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Margins come into focus as recovery gains momentum

10 Nov 14 Construction is now growing at its most sustained level since before the 2008 crash, latest industry surveys confirm.

41% of building contractors reported difficulties recruiting bricklayers in Q3, compared with 47% in Q2
41% of building contractors reported difficulties recruiting bricklayers in Q3, compared with 47% in Q2

The thrid quarter Construction Trade Survey, published today, reports that construction activity rose in the third quarter of 2014 the sixth consecutive rise in activity. This is the sixth consecutive quarter of growth – a run not seen for six and a half years.

The survey encompasses six major industry trade associations, representing building contractors big and small, civil engineering contractors, specialists and product manufacturers.

Although private housing output slowed in Q3, this was offset by growth in all other sectors. Firms across construction, from SMEs to the largest contractors, reported increased output in the third quarter.

A net balance of 60% of contractors saw their activity rise.

There seems to be some easing of the widely-reported recruitment problems, with a decline in the number of firms reporting difficulties finding bricklayers and carpenters.

On the downside, margins are clearly coming under increasing pressure. Tender prices are rising but not as fast as costs.

Commenting on the survey, Dr Noble Francis, economics director at the Construction Products Association, said: “Private housing activity slowed in Q3 with 35% of firms, on balance, reporting that private housing output rose compared with 57% in Q1 and 41% in Q2. This slower growth in private housing, however, was offset by significant growth in other sectors. On balance, 43% of firms reported growth in private commercial, the largest construction sector, which covers offices and retail work. A further 41% of firms, on balance, reported work growing in the private industrial sector, which covers factories and warehouses construction.

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“Construction firms also reported rises in forward looking indicators such as orders and enquiries, which clearly indicate that activity will rise throughout 2015. A rise in Q3 order books in private housing was reported by 15% of contractors, on balance. A further 13% and 12% of firms reported rises, on balance, in orders books across private industrial and public non-housing (education and health) respectively.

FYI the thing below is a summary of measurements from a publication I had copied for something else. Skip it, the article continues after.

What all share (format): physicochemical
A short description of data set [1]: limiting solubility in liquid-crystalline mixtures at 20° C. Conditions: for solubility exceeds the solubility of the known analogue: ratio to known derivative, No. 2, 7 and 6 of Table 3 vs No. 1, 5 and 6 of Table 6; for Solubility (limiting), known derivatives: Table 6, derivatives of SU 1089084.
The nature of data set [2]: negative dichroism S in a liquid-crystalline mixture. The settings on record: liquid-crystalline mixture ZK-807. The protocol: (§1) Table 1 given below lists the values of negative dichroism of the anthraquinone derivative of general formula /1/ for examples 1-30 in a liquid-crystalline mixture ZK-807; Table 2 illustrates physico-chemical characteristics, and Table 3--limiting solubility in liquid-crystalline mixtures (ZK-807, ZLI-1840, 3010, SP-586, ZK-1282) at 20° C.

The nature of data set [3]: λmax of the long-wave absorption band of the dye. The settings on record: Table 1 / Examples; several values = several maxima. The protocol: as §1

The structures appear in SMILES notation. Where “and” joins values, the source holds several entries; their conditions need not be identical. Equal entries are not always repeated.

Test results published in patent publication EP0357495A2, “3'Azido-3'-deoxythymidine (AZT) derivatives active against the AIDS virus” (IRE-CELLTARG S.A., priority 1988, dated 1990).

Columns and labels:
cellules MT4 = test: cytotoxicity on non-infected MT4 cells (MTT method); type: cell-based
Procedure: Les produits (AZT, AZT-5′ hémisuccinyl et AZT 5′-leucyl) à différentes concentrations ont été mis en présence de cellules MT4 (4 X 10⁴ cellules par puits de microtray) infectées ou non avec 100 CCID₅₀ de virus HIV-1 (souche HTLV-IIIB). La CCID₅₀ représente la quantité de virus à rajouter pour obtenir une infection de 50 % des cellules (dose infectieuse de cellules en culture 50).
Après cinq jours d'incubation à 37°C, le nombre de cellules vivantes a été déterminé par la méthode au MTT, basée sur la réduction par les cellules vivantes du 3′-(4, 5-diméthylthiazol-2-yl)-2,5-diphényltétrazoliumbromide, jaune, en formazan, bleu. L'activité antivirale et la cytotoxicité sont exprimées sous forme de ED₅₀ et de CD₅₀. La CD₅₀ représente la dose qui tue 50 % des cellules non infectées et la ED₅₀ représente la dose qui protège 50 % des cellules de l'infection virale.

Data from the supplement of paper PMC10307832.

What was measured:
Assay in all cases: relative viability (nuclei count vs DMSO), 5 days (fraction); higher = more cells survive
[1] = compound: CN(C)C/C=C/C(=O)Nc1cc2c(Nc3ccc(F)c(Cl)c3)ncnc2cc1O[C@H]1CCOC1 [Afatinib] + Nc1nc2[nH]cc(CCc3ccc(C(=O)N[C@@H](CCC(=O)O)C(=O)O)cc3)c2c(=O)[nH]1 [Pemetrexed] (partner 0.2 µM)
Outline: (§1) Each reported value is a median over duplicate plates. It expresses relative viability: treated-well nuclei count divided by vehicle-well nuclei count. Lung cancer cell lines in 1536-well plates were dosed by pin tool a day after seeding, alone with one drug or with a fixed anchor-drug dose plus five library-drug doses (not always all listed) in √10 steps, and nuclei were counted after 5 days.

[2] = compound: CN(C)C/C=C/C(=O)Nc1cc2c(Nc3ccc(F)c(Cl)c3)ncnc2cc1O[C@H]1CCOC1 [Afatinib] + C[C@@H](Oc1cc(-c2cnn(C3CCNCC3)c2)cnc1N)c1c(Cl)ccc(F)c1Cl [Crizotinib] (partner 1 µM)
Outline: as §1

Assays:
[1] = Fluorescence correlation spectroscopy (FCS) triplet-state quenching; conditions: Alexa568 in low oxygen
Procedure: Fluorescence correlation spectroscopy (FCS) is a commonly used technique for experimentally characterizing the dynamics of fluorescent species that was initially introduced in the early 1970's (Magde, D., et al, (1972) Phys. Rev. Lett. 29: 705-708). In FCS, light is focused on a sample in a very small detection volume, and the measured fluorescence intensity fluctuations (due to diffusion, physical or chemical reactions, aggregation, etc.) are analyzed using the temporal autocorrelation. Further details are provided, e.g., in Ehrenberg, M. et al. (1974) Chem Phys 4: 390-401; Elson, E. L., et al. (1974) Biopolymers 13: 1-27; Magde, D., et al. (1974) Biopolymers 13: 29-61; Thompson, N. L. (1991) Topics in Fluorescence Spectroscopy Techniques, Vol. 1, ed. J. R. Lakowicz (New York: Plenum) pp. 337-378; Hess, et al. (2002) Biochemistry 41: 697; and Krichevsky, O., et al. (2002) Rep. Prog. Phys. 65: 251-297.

“The only dark clouds in construction were seen around margins, which continued to be hit hard. Construction firms had to suffer rises in costs in Q3 once again and although tender prices also rose in Q3, the benefits of these tender price rises are only likely to be felt when the work from these contracts occurs in 2015.”

National Federation of Builders chief executive Richard Beresford added: “The industry is in recovery. The good news of across the board rises in reported output makes it tempting for us to take our eye off some of the industry’s structural issues. With more work around, we have a little breathing space, an opportunity to address access to finance, tender costs, skills and security of materials’ supply to ensure a more sustainable recovery.”

Key survey findings include:

  • 60% of building contractors, on balance, reported that construction output rose in the third quarter of 2014 compared with a year ago
  • Private housing output in Q3 rose according to 35% of building contractors, on balance
  • 43% of building contractors, on balance, reported that private commercial output rose in the third quarter of 2014 compared with a year ago
  • Private industrial output in Q3 rose according to 41% of building contractors, on balance
  • 68% of firms reported labour costs rose and 74% of firms reported that materials costs rose in Q3 compared with the previous quarter
  • 11% of building contractors, on balance, reported a fall in margins in Q3 compared with Q2
  • 41% of building contractors reported difficulties recruiting bricklayers in Q3 compared with 47% in Q2
  • 39% of building contractors reported difficulties recruiting carpenters in Q3 compared with 47% in Q2.

The six associations that contributed to the survey are:

  • Construction Products Association (CPA)
  • National Federation of Builders (NFB)
  • National Specialist Contractors Council (NSCC)
  • Civil Engineering Contractors Association (CECA)
  • UK Contractors Group (UKCG)
  • Federation of Master Builders (FMB).

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MPU
MPU

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